NZ Trail Huts Provide Shelter, Conversation and Community
“I wouldn’t have guessed that backcountry huts would become a focal point of my travels in New Zealand. Sixteen years later, I had come for the forests of Lothlorien, the peaks of the Misty Mountains, the hills of the Shire. But it was in the huts that I immersed myself in the culture of those landscapes,” writes Jeremy Cronon in an article for the New York Times. “New Zealand’s commitment to this vast network of public huts that fosters something unique: a community of strangers even in the most remote backcountry.”
“No two huts are the same. Even if they look similar from the outside, each hut has its own quirks, stories and memories. They are a product of their environment, the people who use them, and their moment in history,” writes Cronon. “In 1987, the newly established Department of Conservation took responsibility for maintaining New Zealand’s hut network and the web of tracks that connects them.”
“There are four tiers of huts in the system. Basic Huts are any combination of walls and a roof that will pass for “very basic shelter,” but not much more. Standard Huts are more robust but still spartan structures with a few added amenities. Serviced Huts feel similar to their Standard brethren, but are generally in high-traffic areas or above tree-line. Great Walks Huts are the most heavily visited and expensive of the bunch, with gas stoves and resident hut wardens,” as reported in the article.
“No matter what its tier, I found every hut worth visiting,” said Cronon.
At every hut there’s an “Intentions Book”, which “serves as a guide to each hut and a registry for all visitors”, who share details about their party and intended route along with their comments and stories.” “While some of this information could prove useful in an emergency, it amounts to a beloved anthology of the shared experiences that define New Zealand’s huts.” “Together, the entries form a living document of hut culture itself, where stories, knowledge, advice and humor pass freely among strangers,” said Cronon.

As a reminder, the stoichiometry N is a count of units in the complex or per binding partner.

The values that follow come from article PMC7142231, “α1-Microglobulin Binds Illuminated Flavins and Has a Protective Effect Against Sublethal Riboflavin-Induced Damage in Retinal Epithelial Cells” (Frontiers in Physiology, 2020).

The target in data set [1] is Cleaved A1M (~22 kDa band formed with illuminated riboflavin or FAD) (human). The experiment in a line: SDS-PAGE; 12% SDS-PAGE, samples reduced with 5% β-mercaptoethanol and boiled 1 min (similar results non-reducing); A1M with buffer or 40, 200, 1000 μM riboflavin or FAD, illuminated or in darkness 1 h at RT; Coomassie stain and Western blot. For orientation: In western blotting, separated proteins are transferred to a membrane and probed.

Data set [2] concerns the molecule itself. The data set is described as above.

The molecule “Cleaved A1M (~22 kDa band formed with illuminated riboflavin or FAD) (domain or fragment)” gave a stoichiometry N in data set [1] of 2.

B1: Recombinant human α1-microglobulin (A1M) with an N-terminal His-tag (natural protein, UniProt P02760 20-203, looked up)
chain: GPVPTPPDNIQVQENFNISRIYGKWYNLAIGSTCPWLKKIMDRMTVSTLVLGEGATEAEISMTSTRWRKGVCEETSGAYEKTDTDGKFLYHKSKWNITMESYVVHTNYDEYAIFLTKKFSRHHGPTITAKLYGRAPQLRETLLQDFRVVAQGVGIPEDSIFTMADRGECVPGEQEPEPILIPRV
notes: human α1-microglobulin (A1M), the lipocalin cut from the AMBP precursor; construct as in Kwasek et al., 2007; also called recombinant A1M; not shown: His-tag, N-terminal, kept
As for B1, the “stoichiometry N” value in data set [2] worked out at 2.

“When you arrive at a hut, any sense of urgency melts away and is replaced by the easy rhythms of hut life,” writes Cronon. “As quaint as they may seem, huts also serve a very real need. They provide essential shelter in New Zealand’s most extreme environments,” writes Cronon.
“Even hardened adventurers could be convinced to choose the protection of Iris Burn Hut over the characteristic downpours of Fiordlands or the warmth of Mueller Hut over the unpredictable snowfields of the Southern Alps.”
Cronon describes Cameron Hut, a standard hut, as “perfectly suited to the needs of a solo traveller”. “Neither too big nor too small, Cameron Hut’s modest footprint couldn’t compete with the 32-bunk, multiroom huts with flush toilets on the Rees-Dart Track in Mount Aspiring National Park. Yet it felt palatial compared to the tiny Sefton Bivvy nestled beneath the Tewaewae Glacier.”
“You never know who is going to walk through the door of a hut, but you can be fairly confident that your time together will be marked by a trust and civility that Americans rarely expect from total strangers. Generosity and hospitality anchor the communitarian ethos that makes these backcountry huts so welcoming,” Cronon writes.
“Local resident or foreign traveler, old or young, novice or expert, hut goers have spent their day exploring the wild. At night, their focus tightens to a small room filled with strangers. You share the experience of a common place, even if you come from opposite ends of the earth. The hut makes this happen. Over dehydrated dinners and morning coffee, people open themselves to their fellow travelers and write each other into their common story,” writes Cronon.
Article Source: New York Times, Jeremy Cronon, February 14, 2018
Image Source: NZTramper